The folks at Wakatobi make diving as easy as it can be. I had hoped to do five dives a day, but the wind and rain started up not long into our 14 days at the resort, making diving conditions at the house-reef less than optimal for an underwater photographer. Despite the rain, I enjoyed the diving a lot. The visibility deeper than around 30-40' was always quite good, even during hard rain. We were told that the conditions at the resort during other times of the year yield water that is flat-calm. I hope to go back to experience those conditions, at some point. :)
A note about the photos on this travel report:
They are not all of the sort that I might include as part of an official photography portfolio. Many of the photos might not hold up to artistic scrutiny, but certainly help to tell a story -- and, they are good for critter ID.
A typical day at the resort (weather permitting):
05:45 - Wake up. (I only did this a few times)
06:00 - Slip into the water at the 2nd Gully for an early morning dive.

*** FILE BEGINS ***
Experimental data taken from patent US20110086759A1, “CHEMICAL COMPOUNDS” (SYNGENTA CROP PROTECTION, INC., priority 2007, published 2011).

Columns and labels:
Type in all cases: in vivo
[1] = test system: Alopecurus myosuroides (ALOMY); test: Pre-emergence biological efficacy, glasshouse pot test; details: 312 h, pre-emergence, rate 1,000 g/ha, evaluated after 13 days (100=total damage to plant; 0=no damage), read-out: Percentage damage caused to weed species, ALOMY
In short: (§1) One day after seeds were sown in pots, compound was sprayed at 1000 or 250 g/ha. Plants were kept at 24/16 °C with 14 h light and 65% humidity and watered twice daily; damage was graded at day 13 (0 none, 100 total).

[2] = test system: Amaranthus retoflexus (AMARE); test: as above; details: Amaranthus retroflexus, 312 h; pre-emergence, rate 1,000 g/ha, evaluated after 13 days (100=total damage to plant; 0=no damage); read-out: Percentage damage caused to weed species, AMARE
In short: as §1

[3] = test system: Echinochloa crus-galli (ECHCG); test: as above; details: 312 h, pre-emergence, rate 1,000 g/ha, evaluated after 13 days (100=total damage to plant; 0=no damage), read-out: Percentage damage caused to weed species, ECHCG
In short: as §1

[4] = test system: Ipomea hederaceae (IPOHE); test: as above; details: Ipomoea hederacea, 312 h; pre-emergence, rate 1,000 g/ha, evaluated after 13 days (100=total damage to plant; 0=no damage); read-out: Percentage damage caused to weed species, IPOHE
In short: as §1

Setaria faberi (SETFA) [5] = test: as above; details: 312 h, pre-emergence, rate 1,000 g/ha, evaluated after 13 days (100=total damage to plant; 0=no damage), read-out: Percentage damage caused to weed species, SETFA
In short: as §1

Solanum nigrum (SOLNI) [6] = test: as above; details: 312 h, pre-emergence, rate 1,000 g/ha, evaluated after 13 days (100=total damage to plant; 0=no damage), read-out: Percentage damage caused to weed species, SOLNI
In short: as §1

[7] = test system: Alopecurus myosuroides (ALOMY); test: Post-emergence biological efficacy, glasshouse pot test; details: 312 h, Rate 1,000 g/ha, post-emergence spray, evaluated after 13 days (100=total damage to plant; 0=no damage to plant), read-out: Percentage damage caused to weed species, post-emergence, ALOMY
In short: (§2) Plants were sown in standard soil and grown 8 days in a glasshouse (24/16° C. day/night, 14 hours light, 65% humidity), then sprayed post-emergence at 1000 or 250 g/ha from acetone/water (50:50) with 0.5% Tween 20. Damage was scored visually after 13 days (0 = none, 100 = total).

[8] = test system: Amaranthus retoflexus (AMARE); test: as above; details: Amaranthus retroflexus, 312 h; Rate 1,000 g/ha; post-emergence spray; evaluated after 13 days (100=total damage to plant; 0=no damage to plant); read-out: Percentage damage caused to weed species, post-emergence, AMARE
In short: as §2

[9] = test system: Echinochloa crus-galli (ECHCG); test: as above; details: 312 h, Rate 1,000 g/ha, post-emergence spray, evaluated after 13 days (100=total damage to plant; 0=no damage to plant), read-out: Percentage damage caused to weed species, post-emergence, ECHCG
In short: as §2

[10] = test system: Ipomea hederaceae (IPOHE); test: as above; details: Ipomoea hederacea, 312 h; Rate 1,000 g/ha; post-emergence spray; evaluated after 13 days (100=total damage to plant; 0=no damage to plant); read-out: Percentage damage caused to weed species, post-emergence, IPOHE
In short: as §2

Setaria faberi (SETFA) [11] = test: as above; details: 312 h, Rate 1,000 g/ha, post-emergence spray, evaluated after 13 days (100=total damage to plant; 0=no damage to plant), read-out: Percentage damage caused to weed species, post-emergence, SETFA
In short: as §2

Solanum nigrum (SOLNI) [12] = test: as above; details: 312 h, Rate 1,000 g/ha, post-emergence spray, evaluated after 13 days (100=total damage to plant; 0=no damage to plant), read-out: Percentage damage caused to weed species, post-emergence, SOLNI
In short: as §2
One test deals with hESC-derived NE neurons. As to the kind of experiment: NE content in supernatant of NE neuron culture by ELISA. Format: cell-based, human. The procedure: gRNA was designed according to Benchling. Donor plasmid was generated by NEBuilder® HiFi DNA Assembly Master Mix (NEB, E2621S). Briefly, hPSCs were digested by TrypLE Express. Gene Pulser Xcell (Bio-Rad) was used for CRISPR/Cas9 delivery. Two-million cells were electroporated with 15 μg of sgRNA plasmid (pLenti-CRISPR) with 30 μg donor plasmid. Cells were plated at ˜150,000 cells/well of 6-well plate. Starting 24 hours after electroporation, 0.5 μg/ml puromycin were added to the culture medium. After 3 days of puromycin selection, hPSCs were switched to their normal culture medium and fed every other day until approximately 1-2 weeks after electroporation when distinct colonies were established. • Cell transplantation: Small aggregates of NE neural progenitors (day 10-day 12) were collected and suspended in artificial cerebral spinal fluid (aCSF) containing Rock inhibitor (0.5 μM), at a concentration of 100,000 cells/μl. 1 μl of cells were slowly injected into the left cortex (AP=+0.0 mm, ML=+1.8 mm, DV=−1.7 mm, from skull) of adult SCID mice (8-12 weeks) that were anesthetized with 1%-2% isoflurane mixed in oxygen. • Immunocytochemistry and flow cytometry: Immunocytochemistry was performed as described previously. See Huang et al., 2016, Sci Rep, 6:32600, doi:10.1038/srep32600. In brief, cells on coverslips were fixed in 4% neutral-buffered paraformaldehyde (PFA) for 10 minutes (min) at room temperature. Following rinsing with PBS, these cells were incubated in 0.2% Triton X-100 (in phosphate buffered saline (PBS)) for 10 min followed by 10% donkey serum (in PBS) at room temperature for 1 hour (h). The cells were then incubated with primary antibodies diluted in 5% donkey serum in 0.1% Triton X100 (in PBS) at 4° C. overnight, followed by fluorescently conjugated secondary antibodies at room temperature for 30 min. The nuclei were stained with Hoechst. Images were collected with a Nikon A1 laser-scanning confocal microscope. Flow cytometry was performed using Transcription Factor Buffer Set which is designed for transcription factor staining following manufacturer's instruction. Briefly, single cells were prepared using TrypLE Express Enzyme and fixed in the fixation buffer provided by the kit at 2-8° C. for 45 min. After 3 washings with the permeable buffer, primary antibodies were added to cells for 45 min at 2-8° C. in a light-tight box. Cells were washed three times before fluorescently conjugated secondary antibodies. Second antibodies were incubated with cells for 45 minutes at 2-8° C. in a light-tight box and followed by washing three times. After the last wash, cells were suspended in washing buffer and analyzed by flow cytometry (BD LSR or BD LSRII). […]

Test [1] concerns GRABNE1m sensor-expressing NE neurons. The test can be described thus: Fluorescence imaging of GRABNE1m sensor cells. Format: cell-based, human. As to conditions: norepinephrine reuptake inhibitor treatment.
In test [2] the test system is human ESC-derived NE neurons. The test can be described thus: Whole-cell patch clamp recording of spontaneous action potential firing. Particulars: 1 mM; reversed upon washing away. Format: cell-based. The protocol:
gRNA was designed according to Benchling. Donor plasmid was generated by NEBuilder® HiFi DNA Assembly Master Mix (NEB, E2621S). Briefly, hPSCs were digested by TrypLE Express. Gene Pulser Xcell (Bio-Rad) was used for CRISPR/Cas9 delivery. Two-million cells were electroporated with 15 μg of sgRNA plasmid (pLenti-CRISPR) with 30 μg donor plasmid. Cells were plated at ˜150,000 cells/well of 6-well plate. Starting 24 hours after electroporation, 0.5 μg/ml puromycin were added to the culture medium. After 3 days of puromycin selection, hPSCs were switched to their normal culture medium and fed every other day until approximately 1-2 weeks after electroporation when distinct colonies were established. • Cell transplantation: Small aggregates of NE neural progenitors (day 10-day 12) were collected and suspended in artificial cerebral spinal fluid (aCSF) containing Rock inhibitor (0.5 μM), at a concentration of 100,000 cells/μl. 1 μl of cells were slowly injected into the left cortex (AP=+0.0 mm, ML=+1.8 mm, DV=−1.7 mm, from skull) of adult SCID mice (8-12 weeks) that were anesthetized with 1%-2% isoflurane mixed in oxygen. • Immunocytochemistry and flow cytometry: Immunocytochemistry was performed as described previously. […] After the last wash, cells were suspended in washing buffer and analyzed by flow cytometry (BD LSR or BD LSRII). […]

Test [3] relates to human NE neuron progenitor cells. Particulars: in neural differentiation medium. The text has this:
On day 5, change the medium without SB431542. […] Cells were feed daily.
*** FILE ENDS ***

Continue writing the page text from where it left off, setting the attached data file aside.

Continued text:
07:20 - Full breakfast. Join the lazy types at the table.
08:30 - Dive briefing.
08:40 - Board boats for morning boat dives.
09:00 - First boat dive.
11:15- Second boat dive.
13:20 - Big lunch.
14:00 - A short, shallow dive in the sea grass.
15:30/17:30 - Dive briefing for afternoon/night dive.
15:45/17:45 - Leave for afternoon/night dive.
19:00 - Big dinner.
20:30 - Paul goes to sleep. The rest of us stay up for a bit.
Bedtime - Peaceful slumber (when the wind/rain isn't strong).
Although the reefs and macro life at Wakatobi are definitely the lushest I've encountered, we did stumble upon the remnants of dynamite fishing at several of the dive spots. It's amazing that coral can be so thoroughly reduced to rubble. During one dive, the other group saw groups of fish, gasping in their last breaths of oxygen -- the results of either cyanide or dynamite fishing. Cornetfish were scattered nose down in the coral, and clownfishes lay dead in their host anemones. But during our 14 days there, this was the only hint we saw of the reef being fished by an unsustaineable method. The conservation money that Wakatobi pays to the local village seems to be working well to maintain the local preserve.
Eric's Dive Log